• Agile Framework
    • LEAN
    • DevOps

    Most of the curriculum included in V3 will remain same but V4 has also introduced new examinable content. Understandably, technologies alone don’t contribute to the lifecycle of a service. There are many different entities that work on different levels and all these come together to provide smooth and successful service to the customer.

    What are the top ITIL® best practices

    Top ITIL best practice

    There are lots of ITIL® best practices that can help your organization, but each practice is adapted to fulfill a specific requirement. ITIL® also offers flexibility in terms that an organization has the freedom to choose which process or practice it may want to implement. It is not essential that one must employ all the practices mentioned in the volume. We have compiled four top best practices which every organization, about IT Service Management, must use in their infrastructure.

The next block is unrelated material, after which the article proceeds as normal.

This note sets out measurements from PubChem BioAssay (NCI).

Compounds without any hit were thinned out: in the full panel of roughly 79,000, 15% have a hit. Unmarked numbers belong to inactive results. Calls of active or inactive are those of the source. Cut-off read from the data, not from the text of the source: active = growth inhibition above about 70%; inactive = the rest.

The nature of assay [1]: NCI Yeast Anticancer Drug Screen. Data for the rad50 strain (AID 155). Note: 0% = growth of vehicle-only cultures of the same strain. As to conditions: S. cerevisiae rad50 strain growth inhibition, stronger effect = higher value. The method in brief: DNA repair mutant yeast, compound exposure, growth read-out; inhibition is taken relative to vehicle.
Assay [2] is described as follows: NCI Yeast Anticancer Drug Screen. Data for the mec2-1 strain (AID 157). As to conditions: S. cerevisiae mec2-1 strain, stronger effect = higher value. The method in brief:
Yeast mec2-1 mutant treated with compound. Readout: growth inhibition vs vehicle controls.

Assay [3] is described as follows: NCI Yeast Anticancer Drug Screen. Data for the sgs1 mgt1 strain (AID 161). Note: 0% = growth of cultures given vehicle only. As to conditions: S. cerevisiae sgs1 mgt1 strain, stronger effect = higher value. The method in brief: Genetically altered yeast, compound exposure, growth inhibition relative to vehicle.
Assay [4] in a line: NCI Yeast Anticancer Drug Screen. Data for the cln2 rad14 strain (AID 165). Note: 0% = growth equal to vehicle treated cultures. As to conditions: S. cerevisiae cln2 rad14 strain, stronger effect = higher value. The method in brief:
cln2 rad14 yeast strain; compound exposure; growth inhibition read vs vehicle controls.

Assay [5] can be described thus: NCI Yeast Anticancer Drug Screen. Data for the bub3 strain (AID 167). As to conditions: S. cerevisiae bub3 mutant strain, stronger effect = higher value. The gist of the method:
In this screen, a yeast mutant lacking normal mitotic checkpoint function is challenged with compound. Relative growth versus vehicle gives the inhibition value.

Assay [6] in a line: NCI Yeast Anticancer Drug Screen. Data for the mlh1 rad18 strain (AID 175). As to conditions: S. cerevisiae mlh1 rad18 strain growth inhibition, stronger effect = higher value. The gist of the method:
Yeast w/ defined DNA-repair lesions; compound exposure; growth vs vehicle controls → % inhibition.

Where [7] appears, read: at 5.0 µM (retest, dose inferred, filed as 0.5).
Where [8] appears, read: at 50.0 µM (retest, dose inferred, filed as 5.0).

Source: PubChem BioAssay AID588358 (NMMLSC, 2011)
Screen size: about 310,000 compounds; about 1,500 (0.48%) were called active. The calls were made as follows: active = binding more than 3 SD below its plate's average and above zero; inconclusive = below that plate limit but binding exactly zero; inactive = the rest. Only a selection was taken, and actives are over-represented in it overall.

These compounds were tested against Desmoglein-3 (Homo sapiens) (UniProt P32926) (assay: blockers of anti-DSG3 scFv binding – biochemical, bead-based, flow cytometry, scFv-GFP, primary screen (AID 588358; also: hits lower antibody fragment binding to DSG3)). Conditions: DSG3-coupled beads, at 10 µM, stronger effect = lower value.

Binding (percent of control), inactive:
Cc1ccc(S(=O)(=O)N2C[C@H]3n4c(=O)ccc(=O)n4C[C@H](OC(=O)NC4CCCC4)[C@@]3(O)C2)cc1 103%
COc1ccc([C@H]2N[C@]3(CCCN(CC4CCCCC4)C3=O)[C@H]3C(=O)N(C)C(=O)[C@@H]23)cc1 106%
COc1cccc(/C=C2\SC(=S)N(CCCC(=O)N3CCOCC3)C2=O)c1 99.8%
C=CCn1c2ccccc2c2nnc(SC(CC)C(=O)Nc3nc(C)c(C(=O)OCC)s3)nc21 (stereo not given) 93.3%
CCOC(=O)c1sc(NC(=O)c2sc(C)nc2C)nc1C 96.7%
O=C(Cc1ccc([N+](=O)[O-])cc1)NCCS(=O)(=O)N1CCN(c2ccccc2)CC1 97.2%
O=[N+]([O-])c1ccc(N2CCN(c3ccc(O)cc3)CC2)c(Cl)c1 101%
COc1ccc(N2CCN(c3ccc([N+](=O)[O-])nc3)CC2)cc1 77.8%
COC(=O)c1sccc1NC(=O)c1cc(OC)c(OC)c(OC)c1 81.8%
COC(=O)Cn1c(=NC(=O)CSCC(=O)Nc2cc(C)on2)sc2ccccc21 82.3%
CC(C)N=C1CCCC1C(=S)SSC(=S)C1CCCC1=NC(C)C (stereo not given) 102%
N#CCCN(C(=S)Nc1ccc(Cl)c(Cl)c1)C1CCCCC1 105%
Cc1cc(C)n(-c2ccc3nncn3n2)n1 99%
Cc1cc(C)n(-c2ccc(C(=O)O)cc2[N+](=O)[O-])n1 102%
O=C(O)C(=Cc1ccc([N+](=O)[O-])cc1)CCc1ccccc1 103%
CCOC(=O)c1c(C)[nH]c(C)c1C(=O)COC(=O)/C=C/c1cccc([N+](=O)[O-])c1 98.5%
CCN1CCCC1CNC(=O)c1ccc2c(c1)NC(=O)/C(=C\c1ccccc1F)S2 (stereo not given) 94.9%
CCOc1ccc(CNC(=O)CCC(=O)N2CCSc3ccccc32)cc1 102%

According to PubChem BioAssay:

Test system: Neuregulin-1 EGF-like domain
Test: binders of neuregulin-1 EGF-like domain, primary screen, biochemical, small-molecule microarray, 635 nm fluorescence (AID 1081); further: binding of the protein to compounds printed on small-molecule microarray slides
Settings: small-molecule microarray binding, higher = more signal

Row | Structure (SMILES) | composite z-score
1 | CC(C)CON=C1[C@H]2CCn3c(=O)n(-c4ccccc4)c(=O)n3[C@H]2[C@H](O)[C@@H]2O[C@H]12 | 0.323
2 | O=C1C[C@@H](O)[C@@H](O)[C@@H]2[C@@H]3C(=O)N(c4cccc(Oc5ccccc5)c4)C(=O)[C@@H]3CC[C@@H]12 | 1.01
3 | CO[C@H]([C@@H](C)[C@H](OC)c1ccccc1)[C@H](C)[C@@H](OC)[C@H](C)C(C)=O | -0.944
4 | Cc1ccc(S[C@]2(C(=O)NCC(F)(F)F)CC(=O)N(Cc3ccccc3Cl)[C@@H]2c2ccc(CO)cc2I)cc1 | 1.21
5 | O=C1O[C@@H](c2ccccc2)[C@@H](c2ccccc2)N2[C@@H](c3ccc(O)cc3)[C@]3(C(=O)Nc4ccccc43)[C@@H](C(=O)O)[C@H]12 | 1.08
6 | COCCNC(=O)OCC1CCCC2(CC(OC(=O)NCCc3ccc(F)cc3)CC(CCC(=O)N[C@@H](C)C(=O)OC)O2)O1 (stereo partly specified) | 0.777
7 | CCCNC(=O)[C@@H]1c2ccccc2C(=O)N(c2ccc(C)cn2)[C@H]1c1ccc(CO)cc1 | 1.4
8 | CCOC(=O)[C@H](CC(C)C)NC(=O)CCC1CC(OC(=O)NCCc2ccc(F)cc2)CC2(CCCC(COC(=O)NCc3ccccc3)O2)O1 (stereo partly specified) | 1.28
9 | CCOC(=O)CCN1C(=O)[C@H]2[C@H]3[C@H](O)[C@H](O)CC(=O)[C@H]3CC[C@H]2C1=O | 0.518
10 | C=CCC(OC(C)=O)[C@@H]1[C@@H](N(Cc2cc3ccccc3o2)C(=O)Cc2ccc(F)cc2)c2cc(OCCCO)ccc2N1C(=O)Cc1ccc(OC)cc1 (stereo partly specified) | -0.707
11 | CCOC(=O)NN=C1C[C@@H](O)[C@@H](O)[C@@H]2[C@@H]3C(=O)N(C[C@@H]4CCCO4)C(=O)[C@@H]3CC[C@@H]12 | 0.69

1. Control of Service Performance Data

    This practice aims to hold the ITSM vendors responsible for the performance issue. It encourages the client to ask the vendors the following questions:

    • Is the application working as per the performance bars set earlier?
    • Are the ITSM vendors holding on to all the agreements?
    • What is the financial situation?

    Naturally, the answers to all these questions lie with the Service delivery data. Clients need to ask the vendors for this performance data, otherwise, they can lose visibility of it.

    Either your ITSM vendor has manageable workload - so as to provide you with the performance analysis - or you already have a service management tool - which you can use to check on the performances of the services. Otherwise, you need to have control and ownership of the data.

    There should be an uncompromising agreement between the client and the ITSM vendor about making sure that this data is made available and accessible to the client at all times. The client then, using their resources, can always analyze the data and work with the vendor to improve the service. To summarize, the client needs to hold ITSM vendors responsible for any issue that may occur.

    2. Bridging ITSM vendor performance to business needs: